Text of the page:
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Last updated on April 24, 2014 at 10:25 EDT

KPMG settles tax shelter case with $456 mln fine

August 29, 2005

By Arindam Nag and Christine Kearney

NEW YORK (Reuters) – Accounting firm KPMG on Monday agreed
to pay $456 million to settle accusations it sold fraudulent
tax shelters, as it sealed a deal with the government to avoid
a criminal indictment that might have crippled the firm.

While KPMG, the smallest of the major U.S. accounting
houses, itself escaped an indictment of the kind that destroyed
Arthur Andersen when it was convicted of destroying documents,
eight former partners, including its former deputy chairman,
and a KPMG lawyer, were indicted for selling the tax shelters
to wealthy clients.

An outside monitor, Richard Breeden, a former Securities
and Exchange Commission (SEC) chairman, was appointed to
oversee the firm’s compliance with the settlement, which
includes an agreement to shut down its tax practice for high
net worth individuals within six months.

“That is a big blow, it was one of their flagship
businesses that was quite profitable,” said Robert Willens,
accounting and taxation analyst with Lehman Brothers.

Those charged include the firm’s former deputy chairman,
Jeffrey Stein and others who were involved in its tax practice.

Andersen’s indictment, stemming from the Enron Corp.
scandal, caused clients to flee and the firm to collapse,
throwing thousands of people out of work.

Federal agents for more than three years have been
investigating tax shelters that were sold by KPMG mostly to
wealthy individuals between 1996 and 2002.

“KPMG is pleased to have reached a resolution with the
Department of Justice. We regret the past tax practices that
were the subject of the investigation. KPMG is a better and
stronger firm today, having learned much from this experience,”
said the firm’s Chairman and CEO Timothy P. Flynn.

KPMG said publicly in mid-June that it accepted “full
responsibility for the unlawful conduct by former KPMG partners
during that period, and we deeply regret that it occurred.”

The shelters at issue are no longer sold by KPMG. The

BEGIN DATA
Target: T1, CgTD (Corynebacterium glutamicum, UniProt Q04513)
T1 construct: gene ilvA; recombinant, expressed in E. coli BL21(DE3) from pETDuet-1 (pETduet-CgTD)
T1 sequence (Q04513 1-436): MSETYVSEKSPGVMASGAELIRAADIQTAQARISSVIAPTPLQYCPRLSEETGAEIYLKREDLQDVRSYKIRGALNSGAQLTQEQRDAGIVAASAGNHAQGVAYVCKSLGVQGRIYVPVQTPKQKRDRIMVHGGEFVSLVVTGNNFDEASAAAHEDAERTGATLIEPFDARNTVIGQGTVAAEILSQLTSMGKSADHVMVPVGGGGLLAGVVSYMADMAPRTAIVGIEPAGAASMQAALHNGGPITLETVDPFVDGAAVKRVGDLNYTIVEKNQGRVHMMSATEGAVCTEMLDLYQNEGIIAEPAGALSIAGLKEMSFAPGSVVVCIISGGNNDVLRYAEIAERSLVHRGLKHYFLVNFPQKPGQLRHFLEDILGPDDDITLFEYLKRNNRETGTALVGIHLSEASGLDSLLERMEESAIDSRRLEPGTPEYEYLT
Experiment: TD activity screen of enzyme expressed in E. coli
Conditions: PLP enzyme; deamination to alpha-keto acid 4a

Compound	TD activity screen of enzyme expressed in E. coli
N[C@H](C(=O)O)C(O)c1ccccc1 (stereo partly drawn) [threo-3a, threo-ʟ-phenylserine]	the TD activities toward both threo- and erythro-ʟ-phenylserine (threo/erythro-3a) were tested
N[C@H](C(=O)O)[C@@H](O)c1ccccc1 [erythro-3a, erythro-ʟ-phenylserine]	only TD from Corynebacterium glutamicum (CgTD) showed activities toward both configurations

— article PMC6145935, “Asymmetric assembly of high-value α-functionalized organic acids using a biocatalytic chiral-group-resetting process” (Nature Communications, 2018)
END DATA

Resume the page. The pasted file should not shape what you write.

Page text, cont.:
accounting industry generally has scaled back its shelter
business amid a surge of official probes and bad publicity.

Separately, the SEC said that it was pleased with the
agreement between the audit firm and the DOJ. It said it was
not considering any action against KPMG as the tax shelters did
not violate any securities laws.

“Commission staff will of course monitor the situation in
view of the Commission’s responsibilities to investors and
markets,” said SEC Chief Accountant Donald Nicolaisen.

According to federal government documents on the probe,
KPMG sold three “abusive” tax products from 1997 to 2001 which
were used to claim losses on tax returns totaling several
billions of dollars. They were Bond-Linked Issue Premium
Structure, or BLIPS, Foreign Leveraged Investment Program
(FLIP) and Offshore Portfolio Investment Strategy (OPIS).

A lawyer for Richard Smith, one of the indicted former
partners, criticized the Monday’s settlement saying it was an
attempt to “criminalize” the type of tax planning that tax
professionals engage in on a daily basis.

“There is nothing hidden, fraudulent or criminal about the
BLIPS transaction. It was fully and openly reviewed and
approved by many KPMG professionals and independent law firms
who believed that BLIPS complied with the tax law. No court has
ever held that the BLIPS transaction does not work,” said
Robert Fink of law firm Kostelantez & Fink, LLP.

“If the government wants to put an end to these types of
transactions, the proper response is for Congress to change the
law, not to scare professionals away with indictments. It is a
misuse of prosecutorial discretion to use criminal prosecutions
to change accepted and legitimate standards of conduct,” Fink
added.